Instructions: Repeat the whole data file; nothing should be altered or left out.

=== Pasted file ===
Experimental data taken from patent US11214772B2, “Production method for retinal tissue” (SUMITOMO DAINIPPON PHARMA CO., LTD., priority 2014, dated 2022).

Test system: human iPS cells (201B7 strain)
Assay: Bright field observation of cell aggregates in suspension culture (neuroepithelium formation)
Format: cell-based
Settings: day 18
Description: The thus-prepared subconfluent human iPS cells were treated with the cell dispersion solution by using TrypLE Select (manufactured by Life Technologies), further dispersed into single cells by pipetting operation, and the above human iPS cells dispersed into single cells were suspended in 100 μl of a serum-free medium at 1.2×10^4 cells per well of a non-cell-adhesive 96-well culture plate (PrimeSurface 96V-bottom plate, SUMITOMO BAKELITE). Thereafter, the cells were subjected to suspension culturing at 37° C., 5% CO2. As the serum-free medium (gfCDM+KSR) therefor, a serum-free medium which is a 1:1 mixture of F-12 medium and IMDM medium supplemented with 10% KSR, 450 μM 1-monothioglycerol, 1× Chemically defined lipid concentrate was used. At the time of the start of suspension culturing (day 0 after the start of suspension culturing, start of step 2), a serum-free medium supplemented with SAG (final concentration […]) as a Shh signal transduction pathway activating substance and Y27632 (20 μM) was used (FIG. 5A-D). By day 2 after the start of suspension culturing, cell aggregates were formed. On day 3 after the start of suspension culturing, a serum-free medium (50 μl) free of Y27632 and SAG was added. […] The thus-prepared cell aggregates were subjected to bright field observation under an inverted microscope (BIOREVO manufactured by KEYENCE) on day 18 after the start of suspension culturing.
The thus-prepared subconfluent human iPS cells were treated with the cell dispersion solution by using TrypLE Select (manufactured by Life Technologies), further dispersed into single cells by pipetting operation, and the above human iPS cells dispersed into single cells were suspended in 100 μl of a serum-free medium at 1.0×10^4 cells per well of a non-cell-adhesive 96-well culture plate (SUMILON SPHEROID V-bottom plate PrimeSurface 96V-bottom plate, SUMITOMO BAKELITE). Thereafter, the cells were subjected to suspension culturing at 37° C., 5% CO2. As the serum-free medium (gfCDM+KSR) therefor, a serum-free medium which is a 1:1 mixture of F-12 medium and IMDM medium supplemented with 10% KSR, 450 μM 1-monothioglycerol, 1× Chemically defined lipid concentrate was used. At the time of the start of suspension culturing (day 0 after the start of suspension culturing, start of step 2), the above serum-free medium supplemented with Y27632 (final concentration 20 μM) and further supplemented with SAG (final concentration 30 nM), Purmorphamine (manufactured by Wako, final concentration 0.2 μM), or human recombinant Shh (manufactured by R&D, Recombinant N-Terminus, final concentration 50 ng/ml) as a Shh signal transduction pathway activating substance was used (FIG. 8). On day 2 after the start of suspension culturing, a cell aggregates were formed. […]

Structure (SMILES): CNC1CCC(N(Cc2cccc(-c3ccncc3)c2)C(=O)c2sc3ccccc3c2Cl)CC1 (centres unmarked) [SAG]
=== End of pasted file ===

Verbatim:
Experimental data taken from patent US11214772B2, “Production method for retinal tissue” (SUMITOMO DAINIPPON PHARMA CO., LTD., priority 2014, dated 2022).

Test system: human iPS cells (201B7 strain)
Assay: Bright field observation of cell aggregates in suspension culture (neuroepithelium formation)
Format: cell-based
Settings: day 18
Description: The thus-prepared subconfluent human iPS cells were treated with the cell dispersion solution by using TrypLE Select (manufactured by Life Technologies), further dispersed into single cells by pipetting operation, and the above human iPS cells dispersed into single cells were suspended in 100 μl of a serum-free medium at 1.2×10^4 cells per well of a non-cell-adhesive 96-well culture plate (PrimeSurface 96V-bottom plate, SUMITOMO BAKELITE). Thereafter, the cells were subjected to suspension culturing at 37° C., 5% CO2. As the serum-free medium (gfCDM+KSR) therefor, a serum-free medium which is a 1:1 mixture of F-12 medium and IMDM medium supplemented with 10% KSR, 450 μM 1-monothioglycerol, 1× Chemically defined lipid concentrate was used. At the time of the start of suspension culturing (day 0 after the start of suspension culturing, start of step 2), a serum-free medium supplemented with SAG (final concentration […]) as a Shh signal transduction pathway activating substance and Y27632 (20 μM) was used (FIG. 5A-D). By day 2 after the start of suspension culturing, cell aggregates were formed. On day 3 after the start of suspension culturing, a serum-free medium (50 μl) free of Y27632 and SAG was added. […] The thus-prepared cell aggregates were subjected to bright field observation under an inverted microscope (BIOREVO manufactured by KEYENCE) on day 18 after the start of suspension culturing.
The thus-prepared subconfluent human iPS cells were treated with the cell dispersion solution by using TrypLE Select (manufactured by Life Technologies), further dispersed into single cells by pipetting operation, and the above human iPS cells dispersed into single cells were suspended in 100 μl of a serum-free medium at 1.0×10^4 cells per well of a non-cell-adhesive 96-well culture plate (SUMILON SPHEROID V-bottom plate PrimeSurface 96V-bottom plate, SUMITOMO BAKELITE). Thereafter, the cells were subjected to suspension culturing at 37° C., 5% CO2. As the serum-free medium (gfCDM+KSR) therefor, a serum-free medium which is a 1:1 mixture of F-12 medium and IMDM medium supplemented with 10% KSR, 450 μM 1-monothioglycerol, 1× Chemically defined lipid concentrate was used. At the time of the start of suspension culturing (day 0 after the start of suspension culturing, start of step 2), the above serum-free medium supplemented with Y27632 (final concentration 20 μM) and further supplemented with SAG (final concentration 30 nM), Purmorphamine (manufactured by Wako, final concentration 0.2 μM), or human recombinant Shh (manufactured by R&D, Recombinant N-Terminus, final concentration 50 ng/ml) as a Shh signal transduction pathway activating substance was used (FIG. 8). On day 2 after the start of suspension culturing, a cell aggregates were formed. […]

Structure (SMILES): CNC1CCC(N(Cc2cccc(-c3ccncc3)c2)C(=O)c2sc3ccccc3c2Cl)CC1 (centres unmarked) [SAG]